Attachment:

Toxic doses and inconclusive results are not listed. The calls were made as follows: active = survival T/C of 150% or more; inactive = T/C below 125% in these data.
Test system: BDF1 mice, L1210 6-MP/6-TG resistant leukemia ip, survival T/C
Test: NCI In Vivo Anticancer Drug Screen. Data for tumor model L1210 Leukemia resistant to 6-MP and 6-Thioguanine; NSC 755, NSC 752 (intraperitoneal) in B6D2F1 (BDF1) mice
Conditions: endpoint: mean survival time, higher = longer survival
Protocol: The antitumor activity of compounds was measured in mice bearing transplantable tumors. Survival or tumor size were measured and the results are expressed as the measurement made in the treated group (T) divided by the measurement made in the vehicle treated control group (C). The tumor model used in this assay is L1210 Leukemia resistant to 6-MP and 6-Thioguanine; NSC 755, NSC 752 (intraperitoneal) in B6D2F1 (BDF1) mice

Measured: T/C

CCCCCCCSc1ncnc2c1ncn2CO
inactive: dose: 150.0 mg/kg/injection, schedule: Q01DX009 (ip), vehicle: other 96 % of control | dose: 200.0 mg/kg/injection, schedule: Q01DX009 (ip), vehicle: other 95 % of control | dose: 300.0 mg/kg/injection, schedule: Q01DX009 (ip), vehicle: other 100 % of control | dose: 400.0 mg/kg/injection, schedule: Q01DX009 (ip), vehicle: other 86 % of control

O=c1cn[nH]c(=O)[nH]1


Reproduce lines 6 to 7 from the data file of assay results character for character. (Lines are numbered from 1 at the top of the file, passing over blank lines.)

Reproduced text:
Measured: T/C

CCCCCCCSc1ncnc2c1ncn2CO